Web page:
Ten days after his election shocked the world, U.S. President Donald Trump was tickled that a major world leader rushed to his gilded Manhattan tower. For Prime Minister Shinzo Abe, it seemed a home run. Being the first to congratulate Trump would give Tokyo a privileged place in the geopolitical pecking order. For Trump, it was public relations gold as Abe gushed about America’s new “trustworthy leader.”
Fast forward 78 days, and the Trump-Abe bromance looks shaky. Shortly after the Nov. 17 Trump Tower visit, Trump pulled the rug out from under Abe’s reform drive by killing the Trans-Pacific Partnership. Next, Trump slammed Japan Inc. icon Toyota in a Twitter rant. Now, he seems to be accusing Tokyo of being every bit the currency manipulator as Beijing. As Beijing and Tokyo devalue, Trump says, “we sit there like a bunch of dummies.”
Is the Trump-Abe alliance doomed? While it’s early days, it’s time to challenge the conventional wisdom that Trump and Abe will build the “trustworthy” relationship Japan craves.
Australia’s Malcolm Turnbull might have some thoughts on the subject. A testy phone call last Sunday with the leader of another bedrock American ally seems a piece of an emerging Trumpism: a president willing to troll Washington’s friends in favor of frenemies like Vladimir Putin.
In their discussion about refugees, Trump reportedly accused Canberra of trying to send America the “next Boston bombers.” In a tweet Thursday, Trump doubled down on dissing Canberra, saying he’d study a “dumb” deal it made with predecessor Barack Obama. Seriously? Whether Trump is actively aiming to alienate trusted friends is anyone’s guess — that includes currency traders, who dumped the dollar yesterday. The U.S.-Japan alliance could be an intriguing bellwether.
Abe’s first blunder was style. A quick perusal of “Art of the Deal,” Trump’s 1987 best-seller, might’ve saved Abe from giving away his negotiating position. His New York drop-by communicated that Japan is desperate for Trump’s approval and that he can name his price. Trump, believe me, will recall Nov. 17 early and often when negotiating a free trade agreement, what level the yen should trade at, the bill he expects Tokyo to pay for America’s security umbrella and what he wants Abe to do to advance U.S. interests in Asia.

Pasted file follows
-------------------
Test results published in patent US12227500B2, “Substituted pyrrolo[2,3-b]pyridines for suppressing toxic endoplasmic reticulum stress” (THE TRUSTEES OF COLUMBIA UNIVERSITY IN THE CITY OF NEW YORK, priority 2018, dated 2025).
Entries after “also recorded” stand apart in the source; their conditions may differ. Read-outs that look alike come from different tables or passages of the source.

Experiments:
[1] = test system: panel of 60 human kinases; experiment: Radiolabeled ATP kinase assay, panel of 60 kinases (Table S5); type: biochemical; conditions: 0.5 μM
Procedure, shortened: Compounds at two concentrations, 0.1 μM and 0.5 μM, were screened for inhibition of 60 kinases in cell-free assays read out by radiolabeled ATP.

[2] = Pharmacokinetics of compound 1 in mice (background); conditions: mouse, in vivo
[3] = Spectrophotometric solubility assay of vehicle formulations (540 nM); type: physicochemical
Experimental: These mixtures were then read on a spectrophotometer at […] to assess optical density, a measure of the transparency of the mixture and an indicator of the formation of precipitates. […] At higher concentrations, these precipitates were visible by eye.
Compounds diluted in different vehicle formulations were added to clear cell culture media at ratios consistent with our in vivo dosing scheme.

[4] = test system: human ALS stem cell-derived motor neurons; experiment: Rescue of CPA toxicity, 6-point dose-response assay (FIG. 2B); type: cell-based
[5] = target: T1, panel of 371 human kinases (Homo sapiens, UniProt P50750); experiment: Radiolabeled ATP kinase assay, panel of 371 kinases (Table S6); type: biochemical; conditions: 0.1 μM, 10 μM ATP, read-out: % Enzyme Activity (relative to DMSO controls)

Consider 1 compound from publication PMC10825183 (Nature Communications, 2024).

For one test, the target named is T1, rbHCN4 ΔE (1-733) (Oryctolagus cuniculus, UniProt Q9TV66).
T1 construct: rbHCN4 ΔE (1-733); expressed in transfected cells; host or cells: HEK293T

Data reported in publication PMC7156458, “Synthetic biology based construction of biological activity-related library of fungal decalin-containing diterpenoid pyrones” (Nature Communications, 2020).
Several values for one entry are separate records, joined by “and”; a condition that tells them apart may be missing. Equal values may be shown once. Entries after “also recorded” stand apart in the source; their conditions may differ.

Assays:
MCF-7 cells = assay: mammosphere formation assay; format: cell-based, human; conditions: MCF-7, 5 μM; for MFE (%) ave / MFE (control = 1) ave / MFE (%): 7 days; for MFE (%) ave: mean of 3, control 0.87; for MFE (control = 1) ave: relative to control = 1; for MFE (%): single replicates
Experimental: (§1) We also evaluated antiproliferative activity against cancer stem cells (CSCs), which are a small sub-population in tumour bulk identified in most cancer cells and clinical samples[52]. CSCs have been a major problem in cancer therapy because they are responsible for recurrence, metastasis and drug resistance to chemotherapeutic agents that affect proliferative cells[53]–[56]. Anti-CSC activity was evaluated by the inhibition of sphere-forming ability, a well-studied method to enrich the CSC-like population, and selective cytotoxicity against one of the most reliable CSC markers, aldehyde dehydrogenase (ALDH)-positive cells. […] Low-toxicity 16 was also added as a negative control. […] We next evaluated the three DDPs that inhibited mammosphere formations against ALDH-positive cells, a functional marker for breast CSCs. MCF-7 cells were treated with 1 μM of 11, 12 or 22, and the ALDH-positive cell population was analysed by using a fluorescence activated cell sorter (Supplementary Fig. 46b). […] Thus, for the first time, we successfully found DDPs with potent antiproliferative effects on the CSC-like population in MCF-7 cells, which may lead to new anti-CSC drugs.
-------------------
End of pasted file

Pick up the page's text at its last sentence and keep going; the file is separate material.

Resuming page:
It should be clear, by now, that Trump “doesn’t value relationships — he values strength and winning,” Jeremy Shapiro, a former senior State Department official, told the New York Times. “If you rush to the White House to offer a weak hand of friendship, you guarantee exploitation.”
U.K. Prime Minister Theresa May wasn’t happy, for example, to learn hours after visiting the White House that Trump signed a de facto Muslim ban. “You can show up at his doorstep and hold his hand so he doesn’t fall down a ramp,” Shapiro said, “but that doesn’t mean a few hours later when he’s signing an order he thinks at all about how it affects you, your politics or your citizens.”
The risk of getting similarly trumped should inform Abe’s dealings with this White House. Just 14 days into Trump’s presidency, it appears his “America First” mantra really means “America Alone.” This zero-sum-game imperative runs directly afoul of Japan’s interests, including its efforts to fuel export growth. Australia too, as it mulls how to work with a U.S. leader who literally doesn’t know what he doesn’t know about America’s closest relationships.
Tokyo’s balancing act is a particularly precarious one. As nuclear North Korea perfects its intercontinental missiles and China lays claims to Asian seas, Washington’s security blanket has never been more vital. That puts Abe in a deeply subordinate position as the negotiator-in-chief gets transactional with Tokyo. So subordinate, in fact, that when Abe hits the Florida links with Trump next week, he will reportedly pledge public funds via the Government Pension Investment Fund to invest in his America. Will Trump be returning the favor? “Looks like Japanese are going to pay for that wall — with their pension funds!” quips Temple University’s Jeff Kingston. So, the faster Abe disavows himself of the idea he’ll get a better deal with Trump than 15 Asian nations with which Tokyo is negotiating the Regional Comprehensive Economic Partnership the better.
The best thing Abe can do is get serious about structural reforms to increase competitiveness, spur greater innovation, loosen labor markets, cut government bureaucracy, modernize education and empower women. In four-plus years, Abenomics has put a few singles on the score board, but no homeruns. The Bank of Japan’s epic easing gave companies a nice sugar high, but only bold deregulation can turn Japan into a global growth engine. Nothing animates Trump more than winning. Why not morph deflationary Japan into a winning economy that provides America with a tailwind to offset China’s headwinds?
Abe worked hard to raise Japan’s voice on the global stage, but he’s gone about it the wrong way. He’s traveled the globe and held myriad summits — many with Trump pal Putin, who’s just stringing Abe along. Nothing would boost Japan’s clout faster than making its economy great again. The process must start at home, not in a gilded tower 11,000 km away. It’s clear Abe is a sucker for bromance. The catch is to avoid making suckers out of 127 million Japanese.
Based in Tokyo, William Pesek is executive editor of Barron’s Asia.